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Mar 18 2011

On Exemplars as Tools

Exemplars are powerful teaching tools, I’ve discovered. An exemplar is basically an ideal model–an archetype?–of what students should aspire towards for any given assignment. If, for instance, students are writing a literary analysis paper, what might an “A” paper look like? How might it be structured? For an 8th grader, maybe something like this. Indeed,…

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Mar 11 2011

“I was walking down Georgia”

We’re currently reading literature from the Middle Ages as part of a unit on storytelling. The accompanying writing assignment is to write a modern-day ballad (a contemporary story that uses the format of a medieval ballad like “Lord Randall” or “Get Up and Bar the Door“). The 5 characteristics that we discussed are as follows:…

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Student 1: (frustratingly flops book on desk and gives evil eye to Students 2 and 3) “Excuse me!–I’m trying to read here. You’re being so VERBOSE!” Student 2: “Shut up. You’re not actually reading. Stop making such PRETENTIOUS comments!” Student 3: (long mumbling, incoherent ramble about how she is “guh” because of the intentional use…

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Jan 24 2011

Fresh Idea for a Fresh Beginning?

Just like that, our first semester ended, almost as soon as it had started, last Friday. And, just like that, Spring 2011 begins tomorrow. As they say, “no rest for the weary.” Objectively-speaking, last semester did not go that well. I certainly had an interesting situation, given my more-than-5-week absence from school due to grand…

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Here is a potential set of assessment items for 9.LD-V.8. (“Determine the meanings of multiple-meaning words by using context.”), a DCPS ELA standard, that shows just how important context can be: “I just bought a case yesterday!” (1) If this statement were uttered by a college student, what sort of “case” would he most likely…

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Oct 11 2010

What Does It Mean to Be an Expert?

My students and I recently finished a modified version of Kathleen Cushman’s “Practice Project.” The idea was to invest my students in the idea that practice–even if boring, difficult, or frustrating–matters if they want to become successful.  Students learned that experts don’t necessarily need to hold advanced degrees or have fancy titles.  Rather, experts needed…

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“Come ON, Mr. K!–you’ve got a room full of black kids begging you to read and you’re going to deny them?!” – Student, utterly amazed that teacher would cut off independent reading block at 30 minutes. My students clearly know about stereotypes. The implied stereotype that this student refers to is that black students don’t…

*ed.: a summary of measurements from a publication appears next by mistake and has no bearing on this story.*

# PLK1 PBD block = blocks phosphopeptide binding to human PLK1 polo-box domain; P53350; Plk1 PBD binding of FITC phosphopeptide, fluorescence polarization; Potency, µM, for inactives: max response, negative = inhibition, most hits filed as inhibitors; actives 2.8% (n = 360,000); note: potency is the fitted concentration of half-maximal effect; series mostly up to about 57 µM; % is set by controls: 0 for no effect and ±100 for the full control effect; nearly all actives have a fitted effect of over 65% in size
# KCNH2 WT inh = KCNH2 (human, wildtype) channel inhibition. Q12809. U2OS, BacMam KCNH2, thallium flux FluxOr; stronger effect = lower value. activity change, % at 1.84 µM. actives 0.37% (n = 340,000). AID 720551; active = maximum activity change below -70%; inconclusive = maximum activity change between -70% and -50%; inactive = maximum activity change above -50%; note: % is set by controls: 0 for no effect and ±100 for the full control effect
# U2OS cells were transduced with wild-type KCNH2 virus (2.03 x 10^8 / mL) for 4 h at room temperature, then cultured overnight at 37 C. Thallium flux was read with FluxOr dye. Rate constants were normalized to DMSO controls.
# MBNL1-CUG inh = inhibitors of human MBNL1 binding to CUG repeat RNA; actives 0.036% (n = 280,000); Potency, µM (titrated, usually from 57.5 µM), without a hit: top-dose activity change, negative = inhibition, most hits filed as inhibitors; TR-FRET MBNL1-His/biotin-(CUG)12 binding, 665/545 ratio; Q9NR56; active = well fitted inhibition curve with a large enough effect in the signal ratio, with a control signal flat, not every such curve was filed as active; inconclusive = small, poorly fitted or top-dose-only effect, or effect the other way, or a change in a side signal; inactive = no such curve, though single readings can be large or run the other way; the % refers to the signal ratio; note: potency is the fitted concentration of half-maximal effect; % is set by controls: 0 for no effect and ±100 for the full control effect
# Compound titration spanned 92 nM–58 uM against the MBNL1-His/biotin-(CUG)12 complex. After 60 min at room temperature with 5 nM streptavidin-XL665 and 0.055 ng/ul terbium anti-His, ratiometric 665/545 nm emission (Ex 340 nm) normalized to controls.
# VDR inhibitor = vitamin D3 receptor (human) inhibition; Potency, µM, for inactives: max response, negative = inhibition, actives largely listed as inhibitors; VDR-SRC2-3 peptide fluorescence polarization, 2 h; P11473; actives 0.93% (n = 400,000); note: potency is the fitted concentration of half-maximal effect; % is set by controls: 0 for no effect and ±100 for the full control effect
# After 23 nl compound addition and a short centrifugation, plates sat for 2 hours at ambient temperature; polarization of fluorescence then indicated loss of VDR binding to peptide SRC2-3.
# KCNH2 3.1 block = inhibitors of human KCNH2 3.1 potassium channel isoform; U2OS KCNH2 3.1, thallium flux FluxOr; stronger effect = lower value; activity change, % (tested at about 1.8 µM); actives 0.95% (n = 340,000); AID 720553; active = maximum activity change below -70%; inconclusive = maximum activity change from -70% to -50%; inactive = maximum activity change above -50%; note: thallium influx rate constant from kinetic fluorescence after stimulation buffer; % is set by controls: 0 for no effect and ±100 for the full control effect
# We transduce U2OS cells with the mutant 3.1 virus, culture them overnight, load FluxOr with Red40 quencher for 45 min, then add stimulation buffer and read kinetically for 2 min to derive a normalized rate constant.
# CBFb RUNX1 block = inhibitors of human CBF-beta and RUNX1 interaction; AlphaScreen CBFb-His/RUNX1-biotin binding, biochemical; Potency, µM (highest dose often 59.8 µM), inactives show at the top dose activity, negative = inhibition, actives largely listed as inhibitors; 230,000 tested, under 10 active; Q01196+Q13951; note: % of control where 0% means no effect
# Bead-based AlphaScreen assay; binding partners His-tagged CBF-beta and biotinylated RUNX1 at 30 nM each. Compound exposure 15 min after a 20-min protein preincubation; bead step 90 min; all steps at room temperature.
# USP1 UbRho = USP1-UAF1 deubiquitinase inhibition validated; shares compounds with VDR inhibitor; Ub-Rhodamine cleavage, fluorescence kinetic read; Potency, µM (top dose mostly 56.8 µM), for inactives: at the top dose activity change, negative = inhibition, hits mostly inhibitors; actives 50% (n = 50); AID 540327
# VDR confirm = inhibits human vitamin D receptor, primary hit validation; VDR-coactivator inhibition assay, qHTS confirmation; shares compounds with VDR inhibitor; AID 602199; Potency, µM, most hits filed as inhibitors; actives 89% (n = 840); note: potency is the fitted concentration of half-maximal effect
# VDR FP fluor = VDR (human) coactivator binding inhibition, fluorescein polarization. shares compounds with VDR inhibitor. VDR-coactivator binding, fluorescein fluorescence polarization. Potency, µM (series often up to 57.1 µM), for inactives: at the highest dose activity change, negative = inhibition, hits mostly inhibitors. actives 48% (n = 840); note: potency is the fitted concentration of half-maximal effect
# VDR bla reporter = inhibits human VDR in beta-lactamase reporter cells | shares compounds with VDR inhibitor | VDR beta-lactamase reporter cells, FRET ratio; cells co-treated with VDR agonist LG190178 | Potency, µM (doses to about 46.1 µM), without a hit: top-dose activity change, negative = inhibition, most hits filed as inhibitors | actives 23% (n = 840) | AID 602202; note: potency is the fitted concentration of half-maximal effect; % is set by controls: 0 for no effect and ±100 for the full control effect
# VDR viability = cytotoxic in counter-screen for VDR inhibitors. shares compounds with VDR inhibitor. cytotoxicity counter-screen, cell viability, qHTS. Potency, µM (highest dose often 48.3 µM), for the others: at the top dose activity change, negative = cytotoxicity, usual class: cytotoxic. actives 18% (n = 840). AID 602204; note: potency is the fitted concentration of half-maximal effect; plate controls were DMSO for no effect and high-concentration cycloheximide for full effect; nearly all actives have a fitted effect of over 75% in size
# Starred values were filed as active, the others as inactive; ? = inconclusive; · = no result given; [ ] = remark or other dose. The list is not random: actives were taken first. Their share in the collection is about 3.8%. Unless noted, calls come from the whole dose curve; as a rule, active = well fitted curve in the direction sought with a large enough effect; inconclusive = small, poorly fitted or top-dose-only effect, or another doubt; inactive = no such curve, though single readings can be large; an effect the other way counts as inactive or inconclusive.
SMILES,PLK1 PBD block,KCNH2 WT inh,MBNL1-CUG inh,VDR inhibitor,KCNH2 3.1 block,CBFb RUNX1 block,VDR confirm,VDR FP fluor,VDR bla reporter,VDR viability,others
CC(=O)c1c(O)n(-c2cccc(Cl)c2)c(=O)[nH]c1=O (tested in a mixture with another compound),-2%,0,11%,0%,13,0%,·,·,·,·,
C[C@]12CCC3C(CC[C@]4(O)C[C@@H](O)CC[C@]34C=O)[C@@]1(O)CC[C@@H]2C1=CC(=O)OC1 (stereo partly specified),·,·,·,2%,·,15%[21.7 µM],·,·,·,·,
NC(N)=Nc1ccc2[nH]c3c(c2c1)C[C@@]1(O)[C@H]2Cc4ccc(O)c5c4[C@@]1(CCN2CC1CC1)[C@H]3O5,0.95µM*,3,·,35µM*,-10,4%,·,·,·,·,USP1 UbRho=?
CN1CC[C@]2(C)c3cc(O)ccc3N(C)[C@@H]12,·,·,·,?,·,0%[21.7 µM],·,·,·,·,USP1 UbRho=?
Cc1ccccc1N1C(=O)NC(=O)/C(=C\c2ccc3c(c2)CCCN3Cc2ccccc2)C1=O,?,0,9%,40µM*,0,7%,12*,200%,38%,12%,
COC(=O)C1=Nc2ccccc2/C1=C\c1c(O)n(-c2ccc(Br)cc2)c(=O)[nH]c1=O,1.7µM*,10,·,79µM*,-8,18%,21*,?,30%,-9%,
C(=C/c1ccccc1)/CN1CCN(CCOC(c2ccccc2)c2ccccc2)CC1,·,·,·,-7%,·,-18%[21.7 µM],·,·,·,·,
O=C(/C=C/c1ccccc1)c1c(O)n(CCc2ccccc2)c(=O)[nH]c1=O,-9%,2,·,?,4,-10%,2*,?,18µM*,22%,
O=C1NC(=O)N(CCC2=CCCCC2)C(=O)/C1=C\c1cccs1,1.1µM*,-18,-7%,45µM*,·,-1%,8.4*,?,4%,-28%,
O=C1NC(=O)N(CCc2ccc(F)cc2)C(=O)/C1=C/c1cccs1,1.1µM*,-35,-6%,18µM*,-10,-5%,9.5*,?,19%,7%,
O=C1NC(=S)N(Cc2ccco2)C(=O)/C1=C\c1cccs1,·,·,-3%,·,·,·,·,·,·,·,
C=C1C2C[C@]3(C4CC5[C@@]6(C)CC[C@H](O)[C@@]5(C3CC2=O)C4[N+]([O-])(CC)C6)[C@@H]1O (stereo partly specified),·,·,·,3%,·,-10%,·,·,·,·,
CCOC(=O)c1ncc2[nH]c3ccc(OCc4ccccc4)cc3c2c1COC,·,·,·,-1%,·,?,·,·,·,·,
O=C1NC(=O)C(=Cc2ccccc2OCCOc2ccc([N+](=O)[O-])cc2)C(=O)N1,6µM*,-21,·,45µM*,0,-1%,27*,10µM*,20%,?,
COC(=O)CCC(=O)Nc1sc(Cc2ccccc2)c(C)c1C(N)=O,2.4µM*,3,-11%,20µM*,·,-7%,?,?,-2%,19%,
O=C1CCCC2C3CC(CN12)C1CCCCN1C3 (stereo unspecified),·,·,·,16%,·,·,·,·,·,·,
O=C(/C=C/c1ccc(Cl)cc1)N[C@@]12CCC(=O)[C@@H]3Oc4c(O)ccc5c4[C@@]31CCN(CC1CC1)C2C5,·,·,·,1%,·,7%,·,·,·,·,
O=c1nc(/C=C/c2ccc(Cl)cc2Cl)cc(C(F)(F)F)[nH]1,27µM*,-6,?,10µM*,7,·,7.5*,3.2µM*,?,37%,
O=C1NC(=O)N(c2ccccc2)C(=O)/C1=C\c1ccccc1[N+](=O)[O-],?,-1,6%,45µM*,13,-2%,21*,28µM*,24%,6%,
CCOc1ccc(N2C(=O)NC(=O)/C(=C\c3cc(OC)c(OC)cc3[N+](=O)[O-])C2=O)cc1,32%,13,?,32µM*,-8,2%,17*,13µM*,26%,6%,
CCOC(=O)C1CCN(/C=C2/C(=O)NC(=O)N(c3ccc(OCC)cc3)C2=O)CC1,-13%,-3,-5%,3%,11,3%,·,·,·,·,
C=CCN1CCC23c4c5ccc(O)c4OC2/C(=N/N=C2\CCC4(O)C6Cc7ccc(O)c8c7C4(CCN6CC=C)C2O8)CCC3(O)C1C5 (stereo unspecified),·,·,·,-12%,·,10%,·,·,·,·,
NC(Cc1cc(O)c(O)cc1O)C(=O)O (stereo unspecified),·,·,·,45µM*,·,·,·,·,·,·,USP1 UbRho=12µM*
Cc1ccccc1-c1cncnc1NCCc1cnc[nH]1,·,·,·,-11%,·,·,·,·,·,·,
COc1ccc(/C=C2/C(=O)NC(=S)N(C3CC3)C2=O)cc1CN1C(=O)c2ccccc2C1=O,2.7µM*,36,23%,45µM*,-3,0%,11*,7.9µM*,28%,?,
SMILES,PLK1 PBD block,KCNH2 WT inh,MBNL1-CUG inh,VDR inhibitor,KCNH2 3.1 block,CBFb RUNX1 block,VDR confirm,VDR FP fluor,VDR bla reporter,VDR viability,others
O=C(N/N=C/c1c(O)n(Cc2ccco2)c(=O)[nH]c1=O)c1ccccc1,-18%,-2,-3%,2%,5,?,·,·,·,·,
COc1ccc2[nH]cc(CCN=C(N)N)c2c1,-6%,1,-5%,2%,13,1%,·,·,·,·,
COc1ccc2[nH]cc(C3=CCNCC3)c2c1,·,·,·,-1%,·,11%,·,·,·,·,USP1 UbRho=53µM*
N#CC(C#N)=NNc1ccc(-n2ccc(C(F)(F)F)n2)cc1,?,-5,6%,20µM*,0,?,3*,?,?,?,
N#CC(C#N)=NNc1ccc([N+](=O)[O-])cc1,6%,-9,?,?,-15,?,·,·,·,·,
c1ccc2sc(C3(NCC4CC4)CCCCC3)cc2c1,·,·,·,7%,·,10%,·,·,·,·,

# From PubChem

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Sep 04 2010

Pondering The Practice Process

One of the unforeseen positive outcomes of participating, as a “teacher-blogger,” in a recent Education Sector policy panel was that I met some amazing teacher-bloggers. Dina Strasser over at The Line always has insightful posts on various topics in education.  Recently, I read a guest post on her blog by Kathleen Cushman–whom Dina proclaims is…

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My students recently criticized me en masse for doing too much.  I told them we’d have “work” to do every day until the end of school on the 22nd.  Today, I discovered that the first day of “doing too much” wasn’t really doing too much.  I will present a simple and effective poetry lesson that…

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Teaching is hard; teaching while taking grad school classes is even harder.  But I like to look on the bright side of things.  Reflecting on all the grad school readings I’ve done this semester, I can say that there is at least one idea that I’ve taken directly from one of the texts we’ve read…

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Oct 23 2009

Why We Reread

Many of my students see no value in rereading.  A few weeks ago, we read Shirley Jackson’s short story, “The Lottery”.  When we announced that we would be reading this (brilliant and suspenseful) story, some students complained that they had already read the story and “knew the ending” (as if that was all that were…

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Really, "A Blog Covering Dilemmas in Education": A (former) English teacher's reflections…

D.C. Region
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